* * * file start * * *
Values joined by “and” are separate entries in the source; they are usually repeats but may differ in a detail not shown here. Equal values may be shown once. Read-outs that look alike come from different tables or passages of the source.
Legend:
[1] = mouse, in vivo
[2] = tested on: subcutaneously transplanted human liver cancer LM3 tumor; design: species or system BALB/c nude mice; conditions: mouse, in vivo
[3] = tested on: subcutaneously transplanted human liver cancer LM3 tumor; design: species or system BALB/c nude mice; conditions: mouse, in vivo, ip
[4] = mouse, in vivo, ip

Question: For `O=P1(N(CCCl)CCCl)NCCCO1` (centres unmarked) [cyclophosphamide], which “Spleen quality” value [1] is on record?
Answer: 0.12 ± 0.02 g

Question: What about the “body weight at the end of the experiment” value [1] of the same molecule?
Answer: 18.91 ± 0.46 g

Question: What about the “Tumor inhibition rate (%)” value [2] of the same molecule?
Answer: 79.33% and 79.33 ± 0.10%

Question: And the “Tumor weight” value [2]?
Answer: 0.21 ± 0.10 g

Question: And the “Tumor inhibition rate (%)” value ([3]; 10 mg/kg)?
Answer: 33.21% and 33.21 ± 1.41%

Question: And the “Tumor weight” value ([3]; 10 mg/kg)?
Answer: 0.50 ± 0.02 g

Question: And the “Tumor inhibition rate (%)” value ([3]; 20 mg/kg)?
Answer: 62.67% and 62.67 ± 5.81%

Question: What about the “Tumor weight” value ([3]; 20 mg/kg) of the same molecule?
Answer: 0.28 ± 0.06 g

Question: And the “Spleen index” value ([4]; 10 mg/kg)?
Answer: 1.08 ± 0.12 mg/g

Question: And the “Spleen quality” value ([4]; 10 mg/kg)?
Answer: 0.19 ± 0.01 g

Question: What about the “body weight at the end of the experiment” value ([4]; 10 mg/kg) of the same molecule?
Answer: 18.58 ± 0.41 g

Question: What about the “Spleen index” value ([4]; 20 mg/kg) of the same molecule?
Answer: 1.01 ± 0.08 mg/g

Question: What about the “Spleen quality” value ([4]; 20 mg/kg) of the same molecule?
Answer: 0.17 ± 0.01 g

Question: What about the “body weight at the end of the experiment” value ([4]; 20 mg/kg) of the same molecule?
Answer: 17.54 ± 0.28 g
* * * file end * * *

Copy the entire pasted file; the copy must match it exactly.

Values joined by “and” are separate entries in the source; they are usually repeats but may differ in a detail not shown here. Equal values may be shown once. Read-outs that look alike come from different tables or passages of the source.
Legend:
[1] = mouse, in vivo
[2] = tested on: subcutaneously transplanted human liver cancer LM3 tumor; design: species or system BALB/c nude mice; conditions: mouse, in vivo
[3] = tested on: subcutaneously transplanted human liver cancer LM3 tumor; design: species or system BALB/c nude mice; conditions: mouse, in vivo, ip
[4] = mouse, in vivo, ip

Question: For `O=P1(N(CCCl)CCCl)NCCCO1` (centres unmarked) [cyclophosphamide], which “Spleen quality” value [1] is on record?
Answer: 0.12 ± 0.02 g

Question: What about the “body weight at the end of the experiment” value [1] of the same molecule?
Answer: 18.91 ± 0.46 g

Question: What about the “Tumor inhibition rate (%)” value [2] of the same molecule?
Answer: 79.33% and 79.33 ± 0.10%

Question: And the “Tumor weight” value [2]?
Answer: 0.21 ± 0.10 g

Question: And the “Tumor inhibition rate (%)” value ([3]; 10 mg/kg)?
Answer: 33.21% and 33.21 ± 1.41%

Question: And the “Tumor weight” value ([3]; 10 mg/kg)?
Answer: 0.50 ± 0.02 g

Question: And the “Tumor inhibition rate (%)” value ([3]; 20 mg/kg)?
Answer: 62.67% and 62.67 ± 5.81%

Question: What about the “Tumor weight” value ([3]; 20 mg/kg) of the same molecule?
Answer: 0.28 ± 0.06 g

Question: And the “Spleen index” value ([4]; 10 mg/kg)?
Answer: 1.08 ± 0.12 mg/g

Question: And the “Spleen quality” value ([4]; 10 mg/kg)?
Answer: 0.19 ± 0.01 g

Question: What about the “body weight at the end of the experiment” value ([4]; 10 mg/kg) of the same molecule?
Answer: 18.58 ± 0.41 g

Question: What about the “Spleen index” value ([4]; 20 mg/kg) of the same molecule?
Answer: 1.01 ± 0.08 mg/g

Question: What about the “Spleen quality” value ([4]; 20 mg/kg) of the same molecule?
Answer: 0.17 ± 0.01 g

Question: What about the “body weight at the end of the experiment” value ([4]; 20 mg/kg) of the same molecule?
Answer: 17.54 ± 0.28 g